Prime Minister Narendra Modi’s visit to Japan had the right mix of pageantry and purpose that make for successful summits. Japanese Prime Minister Shinzo Abe chose to welcome Mr Modi in the scenic city of Kyoto and played the attentive host while the latter gamely participated in ceremonial elements. Mr Modi fed fish, knelt for tea cakes, mingled with monks, played the Taiko drum with aplomb, and lectured students and businesses in a visit marked by a conscious festivity designed to honour an important guest. Mr Abe clearly sees India as a vital investment destination and as a crucial partner while Japan reconfigures its role in Asia to counter the rise of China. Mr Modi, on his part, gushed, “that without Japan, India is incomplete”.
The summit’s deliverables should help bind the two Asian powers together. Japan is to invest $35 billion in India over the next five years to fund public-private infrastructure projects: transport systems, smart cities, rejuvenation of the Ganga, manufacturing, skill development, and agricultural cold chains. Both PMs have set a target of doubling Japan’s FDI and the number of Japanese companies in India within five years. Mr Modi has wisely promised personal oversight for the implementation of these plans, proposing a “special management team” directly reporting to the PMO to finalise proposals from Japan. He asked Mr Abe to nominate two individuals to the team — which the PM envisages as a “permanent part” of India’s decision-making process. There are a raft of high-value, crucial infrastructure projects that both sides have agreed on, including rapid transit systems, industrial corridors and electronic parks. Instituting a high-level mechanism to facilitate these will ensure that bureaucracies do not choke off political will, as they often have in the past. Strategic consultations are slated to continue and deepen. Trilateral discussions with the United States will be scaled up to the foreign ministers level. Negotiations on the India-Japan nuclear deal will be “accelerated” while Tokyo’s decision to remove six of India’s defence and space entities from its foreign end user list will enable access to high technology.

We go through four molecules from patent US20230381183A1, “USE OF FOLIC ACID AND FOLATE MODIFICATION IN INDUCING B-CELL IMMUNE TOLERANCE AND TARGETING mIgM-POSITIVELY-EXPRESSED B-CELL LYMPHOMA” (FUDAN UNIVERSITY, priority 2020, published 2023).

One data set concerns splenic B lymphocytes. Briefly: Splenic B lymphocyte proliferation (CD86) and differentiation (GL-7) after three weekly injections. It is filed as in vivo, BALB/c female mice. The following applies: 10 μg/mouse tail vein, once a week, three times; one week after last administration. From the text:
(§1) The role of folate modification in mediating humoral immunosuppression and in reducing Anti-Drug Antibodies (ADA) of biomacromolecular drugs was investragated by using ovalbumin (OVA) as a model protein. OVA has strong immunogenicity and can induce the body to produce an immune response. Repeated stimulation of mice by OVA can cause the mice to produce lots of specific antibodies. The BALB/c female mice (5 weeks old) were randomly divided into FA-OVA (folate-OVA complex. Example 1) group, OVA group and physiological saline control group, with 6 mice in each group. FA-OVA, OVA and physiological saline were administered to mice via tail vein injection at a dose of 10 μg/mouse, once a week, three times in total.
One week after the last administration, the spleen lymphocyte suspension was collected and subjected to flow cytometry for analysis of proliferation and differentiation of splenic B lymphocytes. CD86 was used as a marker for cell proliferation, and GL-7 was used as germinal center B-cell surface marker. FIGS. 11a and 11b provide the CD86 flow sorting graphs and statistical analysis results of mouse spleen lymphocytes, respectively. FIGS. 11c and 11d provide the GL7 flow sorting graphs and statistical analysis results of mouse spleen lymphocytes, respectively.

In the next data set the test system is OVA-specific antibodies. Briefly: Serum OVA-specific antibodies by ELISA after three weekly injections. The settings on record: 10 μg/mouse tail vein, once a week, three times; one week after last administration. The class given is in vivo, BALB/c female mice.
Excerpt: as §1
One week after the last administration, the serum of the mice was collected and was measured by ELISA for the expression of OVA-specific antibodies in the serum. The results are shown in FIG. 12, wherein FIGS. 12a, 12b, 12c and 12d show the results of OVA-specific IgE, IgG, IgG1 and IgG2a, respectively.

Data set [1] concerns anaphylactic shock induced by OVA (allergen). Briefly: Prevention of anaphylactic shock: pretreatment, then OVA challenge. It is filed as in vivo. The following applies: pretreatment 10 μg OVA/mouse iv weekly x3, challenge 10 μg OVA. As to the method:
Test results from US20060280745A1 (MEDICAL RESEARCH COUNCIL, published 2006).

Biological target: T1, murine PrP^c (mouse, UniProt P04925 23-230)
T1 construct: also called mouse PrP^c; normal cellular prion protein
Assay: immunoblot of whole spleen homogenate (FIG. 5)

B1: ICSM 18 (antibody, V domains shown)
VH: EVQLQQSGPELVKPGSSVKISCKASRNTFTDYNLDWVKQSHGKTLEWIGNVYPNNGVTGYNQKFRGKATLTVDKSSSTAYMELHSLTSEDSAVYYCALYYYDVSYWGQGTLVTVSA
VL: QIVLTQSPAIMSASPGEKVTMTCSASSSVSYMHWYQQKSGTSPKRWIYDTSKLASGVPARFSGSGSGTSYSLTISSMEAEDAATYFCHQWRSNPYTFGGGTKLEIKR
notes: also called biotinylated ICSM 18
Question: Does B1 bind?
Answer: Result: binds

Mr Modi made an oblique reference to China when he warned of the forces of expansionism that encroach on land, capture territory or enter into contested territory at sea. While some would question the wisdom of such a statement just prior to President Xi Jinping’s visit to India this month, Beijing must realise that Mr Modi could not have avoided a measure of strategic signalling while visiting a country which is actively reworking its nationalist and strategic narratives.